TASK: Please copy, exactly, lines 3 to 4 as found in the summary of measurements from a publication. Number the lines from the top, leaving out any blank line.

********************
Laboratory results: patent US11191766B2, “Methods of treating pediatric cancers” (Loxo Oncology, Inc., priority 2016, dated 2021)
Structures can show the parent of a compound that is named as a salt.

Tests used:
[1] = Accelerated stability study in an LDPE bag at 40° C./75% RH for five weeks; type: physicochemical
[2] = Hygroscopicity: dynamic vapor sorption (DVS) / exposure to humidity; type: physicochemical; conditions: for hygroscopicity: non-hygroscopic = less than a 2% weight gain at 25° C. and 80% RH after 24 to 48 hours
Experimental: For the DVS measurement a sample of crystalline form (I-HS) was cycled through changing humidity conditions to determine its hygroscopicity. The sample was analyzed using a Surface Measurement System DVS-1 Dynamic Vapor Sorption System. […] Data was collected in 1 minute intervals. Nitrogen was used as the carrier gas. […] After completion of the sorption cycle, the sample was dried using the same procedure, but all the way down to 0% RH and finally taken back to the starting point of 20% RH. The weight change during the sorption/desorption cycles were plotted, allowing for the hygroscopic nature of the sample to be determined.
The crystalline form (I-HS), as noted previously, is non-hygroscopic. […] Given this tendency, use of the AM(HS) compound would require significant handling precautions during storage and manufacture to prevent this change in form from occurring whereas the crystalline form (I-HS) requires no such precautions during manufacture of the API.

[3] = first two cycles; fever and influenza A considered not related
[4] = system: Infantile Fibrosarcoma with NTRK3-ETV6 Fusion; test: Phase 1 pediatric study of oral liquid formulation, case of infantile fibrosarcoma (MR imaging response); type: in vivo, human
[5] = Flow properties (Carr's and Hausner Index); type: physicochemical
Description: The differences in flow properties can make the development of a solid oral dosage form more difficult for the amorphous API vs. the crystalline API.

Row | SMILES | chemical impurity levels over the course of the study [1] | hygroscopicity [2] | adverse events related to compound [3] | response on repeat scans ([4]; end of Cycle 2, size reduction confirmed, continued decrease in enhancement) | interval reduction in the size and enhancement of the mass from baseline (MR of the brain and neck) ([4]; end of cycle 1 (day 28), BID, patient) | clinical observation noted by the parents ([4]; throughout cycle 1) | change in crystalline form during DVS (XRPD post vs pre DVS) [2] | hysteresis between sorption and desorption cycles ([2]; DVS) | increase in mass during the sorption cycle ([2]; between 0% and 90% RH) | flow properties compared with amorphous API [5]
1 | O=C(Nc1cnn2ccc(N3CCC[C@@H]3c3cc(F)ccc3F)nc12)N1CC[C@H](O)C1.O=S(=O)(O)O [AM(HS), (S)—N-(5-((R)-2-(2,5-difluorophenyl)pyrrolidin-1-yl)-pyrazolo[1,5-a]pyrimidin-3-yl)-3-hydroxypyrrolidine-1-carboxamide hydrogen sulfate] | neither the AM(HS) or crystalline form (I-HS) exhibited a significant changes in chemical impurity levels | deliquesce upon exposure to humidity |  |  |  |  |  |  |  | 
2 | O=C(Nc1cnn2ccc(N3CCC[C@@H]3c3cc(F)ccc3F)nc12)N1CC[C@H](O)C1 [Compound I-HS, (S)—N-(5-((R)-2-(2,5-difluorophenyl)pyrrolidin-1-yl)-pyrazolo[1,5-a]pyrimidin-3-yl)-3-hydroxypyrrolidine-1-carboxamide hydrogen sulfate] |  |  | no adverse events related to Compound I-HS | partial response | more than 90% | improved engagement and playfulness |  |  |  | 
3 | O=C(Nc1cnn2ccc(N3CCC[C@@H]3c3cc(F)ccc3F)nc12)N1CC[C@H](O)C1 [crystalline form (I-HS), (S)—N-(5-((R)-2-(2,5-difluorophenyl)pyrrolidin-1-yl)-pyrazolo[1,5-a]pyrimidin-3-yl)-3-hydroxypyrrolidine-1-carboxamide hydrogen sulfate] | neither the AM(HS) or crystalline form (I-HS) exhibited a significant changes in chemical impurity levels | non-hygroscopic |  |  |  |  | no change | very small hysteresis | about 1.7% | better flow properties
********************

Tests used:
[1] = Accelerated stability study in an LDPE bag at 40° C./75% RH for five weeks; type: physicochemical